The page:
Eye For Film >> Movies >> Singapore Sling (1990) Film Review
Reviewed by: Chris
What happens to good films made totally against the grain? What if Botticelli’s Venus was painted urinating into an acolyte’s mouth?
In cinema, such works can find their way to late night screenings, safely past the bedtime of anyone who might object or find them too ‘off-beat’. Such was the birth of films such as The Rocky Horror Picture Show and Eraserhead. Or openly shocking works like Pink Flamingos. Late nighters may be rubbish – or they may be the last bastion of artists that are out of synch with popular and critical tastes. At the time of writing, The Filmhouse in Edinburgh runs seasons of ‘psychotronic’ film – one of the many sub-genres at the midnight masses of secretive cinephiles.
Our film was fittingly introduced by a masked man with a heavy European accent. “How many films,” he asks, “satisfy both your voyeuristic and artistic tastes?” He goes on to mention the awards Singapore Sling has won in its native Greece. The promise of kinky sex, even with vomiting, incest and torture, sounds so much more respectable if it has subtitles and a dialogue in Greek, French and English. And a cinematography award so we can make polite conversation about the nice photography.
But before we write it off as arthouse exploitation, let me add that the plot machinations and breakthrough acting devices alone (that blend character, voice-over, narrating to and rehearsing to the camera) put it in an exceptional class of movie. And the cinematography would be Oscar-worthy were it not for the subject matter.
Without giving too much away (Singapore Sling is basically film noir with other elements forcefully mixed), the story concerns a dodgy private detective (Panagiotis Thanasoulis) in love with a dead woman. If that sounds familiar, it’s meant to be. The woman is Laura – cue the plotline from the Otto Preminger classic – and she is hauntingly described by the wistful Julie London version of the eponymous song (from a cappella to romantic Glen Miller). Singapore Sling is just the nickname that the detective earns from a couple of female sociopaths, one of whom is worryingly like his dead Laura.
The black and white photography leaves us open-mouthed from the outset. Lush, atmospheric shadows are thrown together as our senses are pounded by a thunderstorm. Rain fights with the flora, ricochets off surfaces, drenches the faces and bodices of two women who, with Hamlet-like grandeur, dig a grave. You feel drenched. And each scene in Singapore Sling is composed with equally mesmerising beauty. Baroque magnificence and delicate taste insulate us from the nastiness to follow. Murder is a parlour game - in the old days, father would murder the servants... the girls would only have to plant flowers.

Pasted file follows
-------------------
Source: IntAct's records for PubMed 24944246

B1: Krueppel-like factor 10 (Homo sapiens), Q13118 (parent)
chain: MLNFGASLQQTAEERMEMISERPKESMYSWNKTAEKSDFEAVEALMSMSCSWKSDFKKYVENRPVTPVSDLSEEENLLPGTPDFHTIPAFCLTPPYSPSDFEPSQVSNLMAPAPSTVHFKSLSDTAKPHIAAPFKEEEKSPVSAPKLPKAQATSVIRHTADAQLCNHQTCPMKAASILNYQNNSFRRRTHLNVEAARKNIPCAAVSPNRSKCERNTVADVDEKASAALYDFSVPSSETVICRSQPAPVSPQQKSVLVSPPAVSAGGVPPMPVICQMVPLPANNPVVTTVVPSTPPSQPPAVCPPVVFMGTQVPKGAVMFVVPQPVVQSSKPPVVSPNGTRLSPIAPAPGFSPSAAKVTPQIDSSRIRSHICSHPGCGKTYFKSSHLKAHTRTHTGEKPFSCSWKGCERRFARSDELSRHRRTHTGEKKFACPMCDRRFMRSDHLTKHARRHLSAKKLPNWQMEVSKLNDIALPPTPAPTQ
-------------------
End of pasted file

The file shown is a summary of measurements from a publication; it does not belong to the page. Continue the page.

Our female protagonists are mother (Michele Valley) and daughter (Meredyth Herold). They re-enact murders as a refined sado-masochistic and incestuous ritual. Who is Laura? Was she just a serving maid? Who is in the picture hanging on the wall? Singapore Sling is drawn into their deadly web after knocking on their door, a bullet wound in his shoulder. He feigns a degree of distractedness to give himself time. At what point does the torture make his loss of mental capacity real?
While this is not a film to watch if you have a queasy stomach (think, Greenaway’s The Cook, The Thief, His Wife And Her Lover), our sense of revulsion is numbed by being drawn into the twisted aesthetics of the protagonists. I am not kidding – they tie him up, give him electric shocks, and use him for sex before urinating on his face. Later, his abuser realistically makes herself vomit over him as she orgasms. Are you okay with that? If you’re still reading, let’s get back to the cinematic technique...
Singapore Sling occasionally features a voiceover, stoically treating it as ‘just another case’. Our other two characters go further. They will narrate what is happening or about to happen to the camera. At one point, Mom (we never learn their names) rehearses dramatic lines in French and English. For a coming role play or for our benefit? Whichever it is, the barrier between audience, character and actor is broken down. When we are simultaneously being inundated with extremely visceral and unsettling material, the effect is challenging. Cocteau once said that film is a "petrified fountain of thought". We might want to analyse the plot, the Freudian symbolism, even the techniques. But we are helplessly frozen in the terrible vision, and swept along by a smorgasbord of extreme sexual fetish that makes The Story Of O look like Gone With The Wind. This makes it even harder work to piece together the mystery when 'all is revealed' (there are a number of interpretations to the central mystery). One of the first things I did was order a copy of Preminger's Laura from Amazon to re-examine the detailed references.
At the Thessaloniki Film Festival, Singapore Sling won a triplet of Best Actress, Best Cinematography and Best Director. Although as deliberately shocking as, say, Pink Flamingos or Thundercrack!, it oozes style in equal proportion to perversion. British censors promptly banned it. The director called it “a comedy with some elements of Ancient Greek Tragedy” but reacted to the ban by realising it maybe depicts an underlying malaise in all of us. A darker side we try to ignore. A side that inveigles without substance. The stuff hidden in dreams. Like Laura – ‘the face in the misty light... that you can never quite recall’, as our song says.
Love it or hate it, a policy of late night screenings of rare movies is something that keeps independent cinema alive. Singapore Sling may not be to your taste, but such willingness to dare keeps the doors open for a wider selection of films than can be found anywhere outside of film festivals.Reviewed on: 01 Mar 2008